Home health care may be viewed by the general public as a beneficial option for seniors with limited mobility, but it’s more about dealing with chronic health issues than simply having trouble getting up and moving around. In–home care aides are an invaluable asset for helping aging and disabled men and women get out of bed, bathe, toilet, prepare meals, clean, and even get out to stores and doctors’ appointments, but they are also an asset for those individuals struggling with their health.
In Kansas, for example, more than 9 in 10 residents who are relying on home care support services are facing three or more chronic health issues. These could involve a number of factors, including illnesses, limited mobility, heart failure, cancer, pneumonia, and so forth.
This is one of the primary reasons why in-home care is so important for an aging population, and why it is essential states and the federal government properly fund these support services.
As noted by Jane Kelly in the op-ed piece, Home health care for seniors at risk unless Congress acts, published by The Wichita Eagle on August 10, 2019:
“More importantly, on top of the decidedly negative impact this could have on our state’s economy some of our most vulnerable Kansans stand to be disproportionately affected by this change. Currently, 91% of our most at-risk Kansans who rely on home health care are living with three or more chronic conditions. To put this in perspective: out of all of the Medicare recipients in Kansas, only 10.4% have three or more chronic conditions, emphasizing just how in need these individuals who rely on home health are compared to other patient groups. This alone demonstrates why the policies to curb access to home health care are particularly harmful for seniors here in Kansas.”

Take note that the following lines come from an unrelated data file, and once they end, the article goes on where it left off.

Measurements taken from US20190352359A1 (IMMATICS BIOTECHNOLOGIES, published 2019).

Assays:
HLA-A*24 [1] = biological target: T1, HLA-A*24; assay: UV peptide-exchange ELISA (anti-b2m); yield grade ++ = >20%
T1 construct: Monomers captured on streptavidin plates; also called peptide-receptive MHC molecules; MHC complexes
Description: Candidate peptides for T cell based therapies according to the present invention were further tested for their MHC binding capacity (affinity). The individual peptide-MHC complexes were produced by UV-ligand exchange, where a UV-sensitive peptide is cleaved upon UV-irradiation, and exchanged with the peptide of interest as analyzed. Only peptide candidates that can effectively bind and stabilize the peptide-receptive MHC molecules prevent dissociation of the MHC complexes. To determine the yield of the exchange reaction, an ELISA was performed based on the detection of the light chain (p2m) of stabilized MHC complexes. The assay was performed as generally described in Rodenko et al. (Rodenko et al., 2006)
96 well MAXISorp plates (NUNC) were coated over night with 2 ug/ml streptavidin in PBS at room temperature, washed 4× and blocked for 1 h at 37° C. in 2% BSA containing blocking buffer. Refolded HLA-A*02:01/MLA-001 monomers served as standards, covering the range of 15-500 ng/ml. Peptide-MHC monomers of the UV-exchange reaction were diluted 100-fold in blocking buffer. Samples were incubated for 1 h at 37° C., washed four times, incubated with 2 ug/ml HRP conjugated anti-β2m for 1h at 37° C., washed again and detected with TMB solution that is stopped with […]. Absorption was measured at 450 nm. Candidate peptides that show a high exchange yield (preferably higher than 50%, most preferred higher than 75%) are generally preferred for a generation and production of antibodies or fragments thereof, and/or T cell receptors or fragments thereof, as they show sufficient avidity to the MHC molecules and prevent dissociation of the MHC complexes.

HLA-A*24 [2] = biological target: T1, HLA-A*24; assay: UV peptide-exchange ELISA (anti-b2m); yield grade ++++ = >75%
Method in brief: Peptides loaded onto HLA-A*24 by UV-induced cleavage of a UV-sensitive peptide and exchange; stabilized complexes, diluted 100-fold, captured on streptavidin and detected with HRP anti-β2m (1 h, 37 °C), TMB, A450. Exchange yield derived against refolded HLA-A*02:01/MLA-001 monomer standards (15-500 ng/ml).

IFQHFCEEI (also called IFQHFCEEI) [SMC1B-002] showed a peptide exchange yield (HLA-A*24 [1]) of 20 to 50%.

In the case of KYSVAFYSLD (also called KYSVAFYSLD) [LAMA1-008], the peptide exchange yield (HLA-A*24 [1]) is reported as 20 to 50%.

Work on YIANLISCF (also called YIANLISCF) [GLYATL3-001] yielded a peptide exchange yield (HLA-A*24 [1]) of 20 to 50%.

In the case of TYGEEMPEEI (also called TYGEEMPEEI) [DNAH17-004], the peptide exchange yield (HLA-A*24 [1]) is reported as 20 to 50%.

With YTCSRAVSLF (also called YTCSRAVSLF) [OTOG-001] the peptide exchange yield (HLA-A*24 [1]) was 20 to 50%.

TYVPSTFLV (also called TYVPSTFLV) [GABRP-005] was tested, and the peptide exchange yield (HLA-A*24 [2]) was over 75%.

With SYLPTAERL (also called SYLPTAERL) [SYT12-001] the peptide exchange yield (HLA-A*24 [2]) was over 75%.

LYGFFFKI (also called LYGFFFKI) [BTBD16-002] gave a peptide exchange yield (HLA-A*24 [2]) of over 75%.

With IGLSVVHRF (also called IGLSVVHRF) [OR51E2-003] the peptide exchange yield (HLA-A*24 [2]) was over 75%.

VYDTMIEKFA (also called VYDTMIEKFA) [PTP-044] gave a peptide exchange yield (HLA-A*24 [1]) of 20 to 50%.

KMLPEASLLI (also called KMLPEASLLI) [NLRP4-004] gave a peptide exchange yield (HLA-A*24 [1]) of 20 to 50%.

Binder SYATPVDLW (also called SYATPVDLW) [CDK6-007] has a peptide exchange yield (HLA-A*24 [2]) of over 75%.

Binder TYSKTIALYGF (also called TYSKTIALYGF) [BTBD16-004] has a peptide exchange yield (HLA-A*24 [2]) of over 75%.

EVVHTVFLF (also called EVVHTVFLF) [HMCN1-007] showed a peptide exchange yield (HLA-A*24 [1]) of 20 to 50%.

While it’s simplistic enough to assume home care is for an elderly population that struggles with Activities of Daily Living (ADLs), it’s eye-opening to realize the vast majority of these aging men and women are dealing with potentially significant health issues that extend beyond simple mobility challenges.
Keeping people in their homes, where they are most comfortable, is not only preferable for those elderly citizens, it is also the more cost-effective option. Home care is far more affordable than most other facility related choices which are more often thought of when it comes to people who struggle with chronic health issues.
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